WILTSHIRE'S rural ambulance crews could soon become a thing of the past and 999 calls across the region could be answered by a volunteer first responder, according to public sector union UNISON.

These claims were made after the Great Western Ambulance Service (GWAS) announced last week it plans to extend the volunteer responder scheme across the whole of Wiltshire.

This scheme has been in operation in a number of rural locations across Wiltshire, Avon, and Somerset for the last four years, and involves a volunteer being fully trained in resuscitation techniques and provided with a defibrillator and oxygen tank.

The intention is for the volunteer to answer any emergency call in their local area and provide basic emergency care until an ambulance can arrive.

But while acknowledging the good work done by volunteer responders, UNISON bosses claim the extension of the scheme into towns and cities is an attempt by GWAS to hit government targets, and could see volunteers placed into situations which require the fully-trained expertise of professional paramedics.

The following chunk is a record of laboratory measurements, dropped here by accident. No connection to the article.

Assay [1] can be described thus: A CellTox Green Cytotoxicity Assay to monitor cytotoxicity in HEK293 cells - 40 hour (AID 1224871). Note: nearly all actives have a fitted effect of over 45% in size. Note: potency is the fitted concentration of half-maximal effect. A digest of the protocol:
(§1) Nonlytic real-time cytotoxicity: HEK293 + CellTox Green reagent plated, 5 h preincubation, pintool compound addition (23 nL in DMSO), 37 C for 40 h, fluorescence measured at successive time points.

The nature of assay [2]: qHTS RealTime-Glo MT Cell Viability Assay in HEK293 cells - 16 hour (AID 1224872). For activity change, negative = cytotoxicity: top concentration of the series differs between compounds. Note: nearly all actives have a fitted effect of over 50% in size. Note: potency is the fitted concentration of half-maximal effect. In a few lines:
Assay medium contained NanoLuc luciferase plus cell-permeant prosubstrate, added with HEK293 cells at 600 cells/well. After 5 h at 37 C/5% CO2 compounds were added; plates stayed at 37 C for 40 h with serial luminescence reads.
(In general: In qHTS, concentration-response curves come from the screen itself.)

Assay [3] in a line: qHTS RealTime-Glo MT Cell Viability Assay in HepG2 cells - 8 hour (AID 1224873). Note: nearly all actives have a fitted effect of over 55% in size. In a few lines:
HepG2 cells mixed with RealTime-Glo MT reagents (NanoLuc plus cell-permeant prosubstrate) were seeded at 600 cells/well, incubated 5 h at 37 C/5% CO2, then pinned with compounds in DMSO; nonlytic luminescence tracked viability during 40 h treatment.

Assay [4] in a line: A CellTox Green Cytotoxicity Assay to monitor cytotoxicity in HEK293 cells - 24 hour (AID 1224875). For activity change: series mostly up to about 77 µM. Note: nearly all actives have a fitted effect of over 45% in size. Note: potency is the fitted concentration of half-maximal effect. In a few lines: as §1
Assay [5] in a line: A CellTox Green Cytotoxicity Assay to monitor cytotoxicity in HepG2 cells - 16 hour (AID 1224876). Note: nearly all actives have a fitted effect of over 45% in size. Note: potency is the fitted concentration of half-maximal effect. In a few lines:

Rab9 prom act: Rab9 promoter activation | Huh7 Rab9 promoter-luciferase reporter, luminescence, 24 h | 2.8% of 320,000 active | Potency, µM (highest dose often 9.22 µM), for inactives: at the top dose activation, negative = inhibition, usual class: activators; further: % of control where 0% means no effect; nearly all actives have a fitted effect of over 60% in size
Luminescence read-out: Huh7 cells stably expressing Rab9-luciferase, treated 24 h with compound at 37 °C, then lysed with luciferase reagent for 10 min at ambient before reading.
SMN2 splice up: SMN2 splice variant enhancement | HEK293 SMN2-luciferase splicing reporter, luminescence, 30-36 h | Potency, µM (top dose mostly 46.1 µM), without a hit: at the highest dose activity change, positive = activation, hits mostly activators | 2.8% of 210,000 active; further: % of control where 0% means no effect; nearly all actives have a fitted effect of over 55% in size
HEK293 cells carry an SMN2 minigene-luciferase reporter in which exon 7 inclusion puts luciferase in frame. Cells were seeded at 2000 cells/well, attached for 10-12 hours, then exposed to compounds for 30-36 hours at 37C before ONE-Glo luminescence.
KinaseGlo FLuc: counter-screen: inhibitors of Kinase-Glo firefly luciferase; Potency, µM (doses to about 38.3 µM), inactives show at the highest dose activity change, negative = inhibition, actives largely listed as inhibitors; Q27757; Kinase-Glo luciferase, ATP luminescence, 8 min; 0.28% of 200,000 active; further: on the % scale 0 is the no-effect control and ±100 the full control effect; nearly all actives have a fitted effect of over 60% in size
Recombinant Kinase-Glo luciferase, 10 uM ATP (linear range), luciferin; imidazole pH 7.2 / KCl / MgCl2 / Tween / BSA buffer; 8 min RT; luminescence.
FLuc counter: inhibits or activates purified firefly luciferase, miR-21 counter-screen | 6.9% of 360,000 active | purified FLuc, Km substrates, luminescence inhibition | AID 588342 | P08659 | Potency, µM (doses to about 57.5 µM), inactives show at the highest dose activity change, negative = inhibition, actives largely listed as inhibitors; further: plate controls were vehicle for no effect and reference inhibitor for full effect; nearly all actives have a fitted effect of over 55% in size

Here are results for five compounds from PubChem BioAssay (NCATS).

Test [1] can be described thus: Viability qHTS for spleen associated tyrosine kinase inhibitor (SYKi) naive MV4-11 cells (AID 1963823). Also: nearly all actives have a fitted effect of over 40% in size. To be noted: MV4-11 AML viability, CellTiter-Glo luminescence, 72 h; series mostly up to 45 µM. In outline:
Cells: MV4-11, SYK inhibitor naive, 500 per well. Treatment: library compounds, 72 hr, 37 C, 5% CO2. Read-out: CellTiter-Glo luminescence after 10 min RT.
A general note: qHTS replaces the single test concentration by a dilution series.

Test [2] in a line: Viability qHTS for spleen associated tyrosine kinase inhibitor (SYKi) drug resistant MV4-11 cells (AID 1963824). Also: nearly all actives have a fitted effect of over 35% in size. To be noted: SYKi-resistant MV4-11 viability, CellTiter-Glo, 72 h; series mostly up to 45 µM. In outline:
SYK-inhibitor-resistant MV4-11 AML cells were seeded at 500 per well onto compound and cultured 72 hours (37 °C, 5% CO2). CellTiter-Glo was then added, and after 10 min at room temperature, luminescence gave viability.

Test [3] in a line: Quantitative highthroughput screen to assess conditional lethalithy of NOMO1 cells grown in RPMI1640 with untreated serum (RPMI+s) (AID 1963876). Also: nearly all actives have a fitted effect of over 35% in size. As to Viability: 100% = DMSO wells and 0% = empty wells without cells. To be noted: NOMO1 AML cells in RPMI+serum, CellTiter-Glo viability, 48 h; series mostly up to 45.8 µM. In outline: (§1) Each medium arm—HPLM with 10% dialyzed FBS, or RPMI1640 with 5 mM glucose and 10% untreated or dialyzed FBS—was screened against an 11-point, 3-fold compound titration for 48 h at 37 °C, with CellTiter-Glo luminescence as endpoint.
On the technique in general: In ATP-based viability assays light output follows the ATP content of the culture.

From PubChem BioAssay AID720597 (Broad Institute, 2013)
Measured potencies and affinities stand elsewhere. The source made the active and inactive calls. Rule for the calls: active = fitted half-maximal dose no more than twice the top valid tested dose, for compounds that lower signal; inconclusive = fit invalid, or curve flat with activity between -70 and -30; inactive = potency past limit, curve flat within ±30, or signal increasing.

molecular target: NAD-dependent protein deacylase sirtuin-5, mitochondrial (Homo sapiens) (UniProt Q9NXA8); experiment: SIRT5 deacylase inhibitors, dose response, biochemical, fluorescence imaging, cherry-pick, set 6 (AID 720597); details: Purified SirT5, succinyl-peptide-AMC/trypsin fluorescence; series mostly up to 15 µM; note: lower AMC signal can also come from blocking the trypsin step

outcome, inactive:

Ian Whittern, chairman of UNISON's ambulance branch, said: "While we agree with GWAS the volunteer responders play a vital life-saving role in these very isolated rural locations, we are concerned the extensions of this scheme will see volunteer responders answering all 999 calls.

"Quite frankly, it makes a mockery of the 999 system if somebody calls with an emergency and the only response they get is a partially-trained volunteer.

"If someone called for a fire engine they wouldn't want to see a volunteer with a ladder and a fire extinguisher turn up, but this is what we are asking people to accept with our ambulance service.

"We would prefer to see the ambulance service receive more funding so it could meet its targets without having to resort to recruiting an army of half-trained volunteers to do the work of medical professionals.

"Schemes like this are only a temporary solution which will ultimately put lives at risk."